With a fourth Matrix on the horizon, people are eager to once again debate the merits of the two early ‘00s sequels, Reloaded and Revolutions. Between arguments about apocalyptic dance orgies, Biblical metaphors, and robot battles, we should all remember one aspect of these films that ought to unite everybody in mutual appreciation: That really long, really great chase sequence from Reloaded.
Thankfully, unfortunately named YouTube channel Nerdstalgic has decided to help refresh our memories of just how good this exercise in cinematic car murder really was by taking a look at how it was created.
The video makes a lot of bold claims that Reloaded’s chase sequence is “one of the most underrated action sequences of the early 2000s” and “one of the most underrated car chase sequences of all time,” but it doesn’t overstate how impressive the amount of work that went into pulling off the whole thing really was. Probably the most ridiculous example is the production’s building of a $2.5 million, 1.25 mile-long highway set on California’s Alameda Island, which was necessary since shooting on actual roads would require too much time spent resetting the vehicles for each take by driving them to existing off ramps.
With the bespoke freeway constructed, the Wachowskis’ crew began playing around with different camera techniques that might allow them to discover a technical innovation in chase scene cinematography on par with the first movie’s “bullet time.” To accomplish this, they held auditions for camera vendors, trying out different stuff like “RC-controlled drones” and new, smaller cameras. At the same time, Carrie-Anne Moss was learning how to stunt drive cars and motorcycles to film Trinity’s chase parts alongside her stunt double, Debbie Evans. The scene was then shot and put together with clever editing and, crucially, with CGI vehicles added to certain shots in order to allow the motorcycles and cars to zoom along at higher speeds.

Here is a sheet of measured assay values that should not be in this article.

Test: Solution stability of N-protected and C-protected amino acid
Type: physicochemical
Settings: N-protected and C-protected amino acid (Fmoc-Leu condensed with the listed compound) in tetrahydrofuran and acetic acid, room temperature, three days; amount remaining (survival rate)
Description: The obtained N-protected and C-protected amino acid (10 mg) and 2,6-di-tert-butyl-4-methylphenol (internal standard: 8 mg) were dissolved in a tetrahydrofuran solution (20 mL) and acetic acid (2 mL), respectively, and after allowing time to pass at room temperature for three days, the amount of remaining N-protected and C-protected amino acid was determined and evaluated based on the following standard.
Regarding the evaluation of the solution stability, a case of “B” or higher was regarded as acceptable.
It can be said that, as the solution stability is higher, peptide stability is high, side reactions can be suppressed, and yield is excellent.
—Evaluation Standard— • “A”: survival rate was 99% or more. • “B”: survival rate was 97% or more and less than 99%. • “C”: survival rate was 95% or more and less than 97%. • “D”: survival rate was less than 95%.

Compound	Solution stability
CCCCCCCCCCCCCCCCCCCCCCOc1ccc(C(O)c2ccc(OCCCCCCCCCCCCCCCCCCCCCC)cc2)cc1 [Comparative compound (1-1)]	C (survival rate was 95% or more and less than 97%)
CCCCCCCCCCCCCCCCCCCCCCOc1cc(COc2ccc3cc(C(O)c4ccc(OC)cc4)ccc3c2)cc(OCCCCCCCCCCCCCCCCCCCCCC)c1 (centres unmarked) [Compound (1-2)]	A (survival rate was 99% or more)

All of that work combined to create one of Reloaded’s best scenes and, as we’ll see when the new Matrix is out, maybe one of the best from the entire series. We’re willing to be surprised by whatever The Matrix Resurrections ends up offering, after all, but, barring any wild surprises, it will not have Laurence Fishburne slicing up trucks with a samurai sword during a high-speed car chase with dreadlocked ghost assassins.
That’s a tough one to beat.
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